I was folding sheets this morning. When I was young, my mom taught me to fold fitted sheets – nesting the corners together, smoothing the fabric flat into a rectangle with one rounded corner, before folding it small enough to fit in the linen closet. As I have gotten older, the sheet folding process has gotten more exact – I fold the top sheet so that I can wrap it around the fitted sheet & pillowcases making a handy little bundle that fits exactly on my shelf. It’s a little ridiculous, frankly. No one sees my linen closet. I could wrap the whole thing in a rumpled bundle and no one would know or care. It got me thinking about why I do it – and any number of other things that I do in such exacting ways.
The honest truth is that I like order. It doesn’t have to be exact, but I like things to have their place and look purposeful. The first time I can remember really caring about this was in college. I would come home from classes, ready to study, and find myself distracted by the unmade bed and the clutter on the floor. I couldn’t get down to business until my side of the room was picked up. Funnily, it didn’t matter how the other side of the room looked – I just needed my realm of influence ordered.
Are you surprised to discover that I always make my bed, every morning? Didn’t think so! Even on vacation, even camping – straightening the bed happens every morning. In fact, my bedroom is my number one priority when it comes to picking up and putting things away. And my kitchen is my last priority. I think this is because my bedroom is a little retreat and I want it to always feel comfortable to me. Plus, my bedroom stays picked up whereas the kitchen almost always falls immediately back into disorder as soon as I step away. All effort there feels wasted. Note the important word: FEELS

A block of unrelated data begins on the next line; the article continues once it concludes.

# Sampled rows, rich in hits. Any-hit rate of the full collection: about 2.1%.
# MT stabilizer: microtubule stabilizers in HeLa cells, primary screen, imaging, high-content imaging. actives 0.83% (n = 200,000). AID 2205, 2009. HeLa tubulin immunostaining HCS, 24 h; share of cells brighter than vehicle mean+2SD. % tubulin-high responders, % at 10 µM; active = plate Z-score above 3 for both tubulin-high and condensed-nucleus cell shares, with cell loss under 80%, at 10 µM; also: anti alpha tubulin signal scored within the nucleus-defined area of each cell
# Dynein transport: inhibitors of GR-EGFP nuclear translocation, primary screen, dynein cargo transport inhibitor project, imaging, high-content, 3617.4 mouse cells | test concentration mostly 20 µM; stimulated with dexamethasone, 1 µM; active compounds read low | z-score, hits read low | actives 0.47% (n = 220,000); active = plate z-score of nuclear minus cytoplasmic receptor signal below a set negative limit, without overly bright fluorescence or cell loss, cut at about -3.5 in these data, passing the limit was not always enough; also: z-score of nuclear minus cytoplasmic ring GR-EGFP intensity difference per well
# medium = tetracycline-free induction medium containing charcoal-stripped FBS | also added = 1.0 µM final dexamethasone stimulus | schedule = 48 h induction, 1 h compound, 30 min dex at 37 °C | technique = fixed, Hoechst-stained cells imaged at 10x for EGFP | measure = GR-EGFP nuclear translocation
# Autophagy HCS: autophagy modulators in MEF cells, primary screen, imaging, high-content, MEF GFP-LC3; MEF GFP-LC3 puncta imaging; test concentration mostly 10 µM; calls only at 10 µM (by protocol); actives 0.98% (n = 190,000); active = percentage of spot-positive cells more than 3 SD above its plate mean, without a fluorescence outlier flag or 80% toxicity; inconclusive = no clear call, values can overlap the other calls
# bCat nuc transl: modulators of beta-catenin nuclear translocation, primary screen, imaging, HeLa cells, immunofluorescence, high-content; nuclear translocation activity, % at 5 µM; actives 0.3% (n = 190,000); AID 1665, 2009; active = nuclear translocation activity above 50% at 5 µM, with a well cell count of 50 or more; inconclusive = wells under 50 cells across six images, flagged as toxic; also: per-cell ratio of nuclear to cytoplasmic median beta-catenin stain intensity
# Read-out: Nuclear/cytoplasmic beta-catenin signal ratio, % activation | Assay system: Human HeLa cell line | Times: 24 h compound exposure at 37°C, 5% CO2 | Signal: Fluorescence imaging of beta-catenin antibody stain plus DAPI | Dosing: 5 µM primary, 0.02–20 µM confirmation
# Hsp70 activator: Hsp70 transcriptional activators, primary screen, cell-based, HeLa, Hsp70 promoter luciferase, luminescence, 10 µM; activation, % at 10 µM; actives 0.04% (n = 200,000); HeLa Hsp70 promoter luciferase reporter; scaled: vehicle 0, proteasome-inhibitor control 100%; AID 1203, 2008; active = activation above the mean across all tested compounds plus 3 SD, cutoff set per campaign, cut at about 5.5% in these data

I care for the things around me because of how it makes me feel. I like looking at the neat bundle of sheets on my shelf. I like the way the fabric is all smooth when I unfold them to make my bed. I like opening my spice drawer and seeing all the matching labels or knowing which drawer holds tupperware and only tupperware. In a world where I sometimes imagine that anything could happen, creating order gives me the illusion of control. On the upside, order means I have more brain available for the unordered parts of my life.